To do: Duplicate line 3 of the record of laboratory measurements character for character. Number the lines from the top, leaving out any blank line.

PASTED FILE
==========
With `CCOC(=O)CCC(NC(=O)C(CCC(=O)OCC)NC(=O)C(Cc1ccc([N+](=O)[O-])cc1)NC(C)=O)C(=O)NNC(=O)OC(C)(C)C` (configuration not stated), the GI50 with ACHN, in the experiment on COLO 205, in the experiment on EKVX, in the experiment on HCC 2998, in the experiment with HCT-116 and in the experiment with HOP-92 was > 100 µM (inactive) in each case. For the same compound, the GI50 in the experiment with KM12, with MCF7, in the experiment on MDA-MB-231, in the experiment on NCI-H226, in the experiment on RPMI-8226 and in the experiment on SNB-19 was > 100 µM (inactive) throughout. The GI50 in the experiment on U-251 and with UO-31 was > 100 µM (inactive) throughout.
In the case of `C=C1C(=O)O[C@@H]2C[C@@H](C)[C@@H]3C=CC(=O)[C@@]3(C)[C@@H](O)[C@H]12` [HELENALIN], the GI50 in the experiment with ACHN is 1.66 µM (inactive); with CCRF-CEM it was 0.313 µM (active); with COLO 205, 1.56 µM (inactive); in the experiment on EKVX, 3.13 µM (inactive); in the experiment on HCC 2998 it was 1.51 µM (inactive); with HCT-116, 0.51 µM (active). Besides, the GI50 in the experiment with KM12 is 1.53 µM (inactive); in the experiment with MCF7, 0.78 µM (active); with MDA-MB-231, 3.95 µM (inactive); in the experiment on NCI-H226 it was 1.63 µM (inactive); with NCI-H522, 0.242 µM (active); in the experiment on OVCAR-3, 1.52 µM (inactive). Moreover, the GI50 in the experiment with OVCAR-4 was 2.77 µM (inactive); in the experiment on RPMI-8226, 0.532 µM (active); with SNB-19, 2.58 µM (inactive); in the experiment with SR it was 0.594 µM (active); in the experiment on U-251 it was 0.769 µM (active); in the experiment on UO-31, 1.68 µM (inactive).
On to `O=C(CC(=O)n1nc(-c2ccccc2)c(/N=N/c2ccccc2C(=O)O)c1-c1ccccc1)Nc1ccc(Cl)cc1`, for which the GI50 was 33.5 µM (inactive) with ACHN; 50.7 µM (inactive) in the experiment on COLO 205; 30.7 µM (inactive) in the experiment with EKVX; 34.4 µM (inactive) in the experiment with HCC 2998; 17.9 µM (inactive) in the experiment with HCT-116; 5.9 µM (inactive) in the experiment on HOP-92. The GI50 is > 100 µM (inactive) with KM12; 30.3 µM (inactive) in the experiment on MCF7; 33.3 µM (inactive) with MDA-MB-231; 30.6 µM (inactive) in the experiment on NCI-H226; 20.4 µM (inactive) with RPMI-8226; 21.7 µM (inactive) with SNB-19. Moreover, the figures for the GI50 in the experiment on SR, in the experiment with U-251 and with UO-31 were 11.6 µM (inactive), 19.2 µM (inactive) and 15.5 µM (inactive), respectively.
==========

On to `O=C(CC(=O)n1nc(-c2ccccc2)c(/N=N/c2ccccc2C(=O)O)c1-c1ccccc1)Nc1ccc(Cl)cc1`, for which the GI50 was 33.5 µM (inactive) with ACHN; 50.7 µM (inactive) in the experiment on COLO 205; 30.7 µM (inactive) in the experiment with EKVX; 34.4 µM (inactive) in the experiment with HCC 2998; 17.9 µM (inactive) in the experiment with HCT-116; 5.9 µM (inactive) in the experiment on HOP-92. The GI50 is > 100 µM (inactive) with KM12; 30.3 µM (inactive) in the experiment on MCF7; 33.3 µM (inactive) with MDA-MB-231; 30.6 µM (inactive) in the experiment on NCI-H226; 20.4 µM (inactive) with RPMI-8226; 21.7 µM (inactive) with SNB-19. Moreover, the figures for the GI50 in the experiment on SR, in the experiment with U-251 and with UO-31 were 11.6 µM (inactive), 19.2 µM (inactive) and 15.5 µM (inactive), respectively.